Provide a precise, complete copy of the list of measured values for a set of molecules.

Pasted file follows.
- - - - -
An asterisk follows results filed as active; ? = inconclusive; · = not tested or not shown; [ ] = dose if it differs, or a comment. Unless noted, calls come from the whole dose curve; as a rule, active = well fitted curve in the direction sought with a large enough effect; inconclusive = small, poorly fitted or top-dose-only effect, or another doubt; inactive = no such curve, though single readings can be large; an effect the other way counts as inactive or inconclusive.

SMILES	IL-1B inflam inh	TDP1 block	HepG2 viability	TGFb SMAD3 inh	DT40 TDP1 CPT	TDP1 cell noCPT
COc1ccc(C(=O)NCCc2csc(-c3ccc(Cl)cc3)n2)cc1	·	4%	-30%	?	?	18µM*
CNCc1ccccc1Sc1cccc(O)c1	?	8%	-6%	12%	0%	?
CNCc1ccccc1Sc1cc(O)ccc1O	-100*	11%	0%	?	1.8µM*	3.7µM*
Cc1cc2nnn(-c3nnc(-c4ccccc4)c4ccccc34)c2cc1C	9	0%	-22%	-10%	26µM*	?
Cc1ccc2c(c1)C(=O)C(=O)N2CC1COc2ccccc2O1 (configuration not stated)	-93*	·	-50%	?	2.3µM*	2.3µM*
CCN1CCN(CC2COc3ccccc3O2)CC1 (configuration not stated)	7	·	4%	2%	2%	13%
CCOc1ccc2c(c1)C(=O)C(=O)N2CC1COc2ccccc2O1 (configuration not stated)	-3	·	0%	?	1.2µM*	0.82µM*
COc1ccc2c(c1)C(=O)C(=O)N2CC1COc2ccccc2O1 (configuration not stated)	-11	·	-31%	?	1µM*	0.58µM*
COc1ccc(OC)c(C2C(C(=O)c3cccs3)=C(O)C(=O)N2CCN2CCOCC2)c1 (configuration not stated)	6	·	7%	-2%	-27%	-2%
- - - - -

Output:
An asterisk follows results filed as active; ? = inconclusive; · = not tested or not shown; [ ] = dose if it differs, or a comment. Unless noted, calls come from the whole dose curve; as a rule, active = well fitted curve in the direction sought with a large enough effect; inconclusive = small, poorly fitted or top-dose-only effect, or another doubt; inactive = no such curve, though single readings can be large; an effect the other way counts as inactive or inconclusive.

SMILES	IL-1B inflam inh	TDP1 block	HepG2 viability	TGFb SMAD3 inh	DT40 TDP1 CPT	TDP1 cell noCPT
COc1ccc(C(=O)NCCc2csc(-c3ccc(Cl)cc3)n2)cc1	·	4%	-30%	?	?	18µM*
CNCc1ccccc1Sc1cccc(O)c1	?	8%	-6%	12%	0%	?
CNCc1ccccc1Sc1cc(O)ccc1O	-100*	11%	0%	?	1.8µM*	3.7µM*
Cc1cc2nnn(-c3nnc(-c4ccccc4)c4ccccc34)c2cc1C	9	0%	-22%	-10%	26µM*	?
Cc1ccc2c(c1)C(=O)C(=O)N2CC1COc2ccccc2O1 (configuration not stated)	-93*	·	-50%	?	2.3µM*	2.3µM*
CCN1CCN(CC2COc3ccccc3O2)CC1 (configuration not stated)	7	·	4%	2%	2%	13%
CCOc1ccc2c(c1)C(=O)C(=O)N2CC1COc2ccccc2O1 (configuration not stated)	-3	·	0%	?	1.2µM*	0.82µM*
COc1ccc2c(c1)C(=O)C(=O)N2CC1COc2ccccc2O1 (configuration not stated)	-11	·	-31%	?	1µM*	0.58µM*
COc1ccc(OC)c(C2C(C(=O)c3cccs3)=C(O)C(=O)N2CCN2CCOCC2)c1 (configuration not stated)	6	·	7%	-2%	-27%	-2%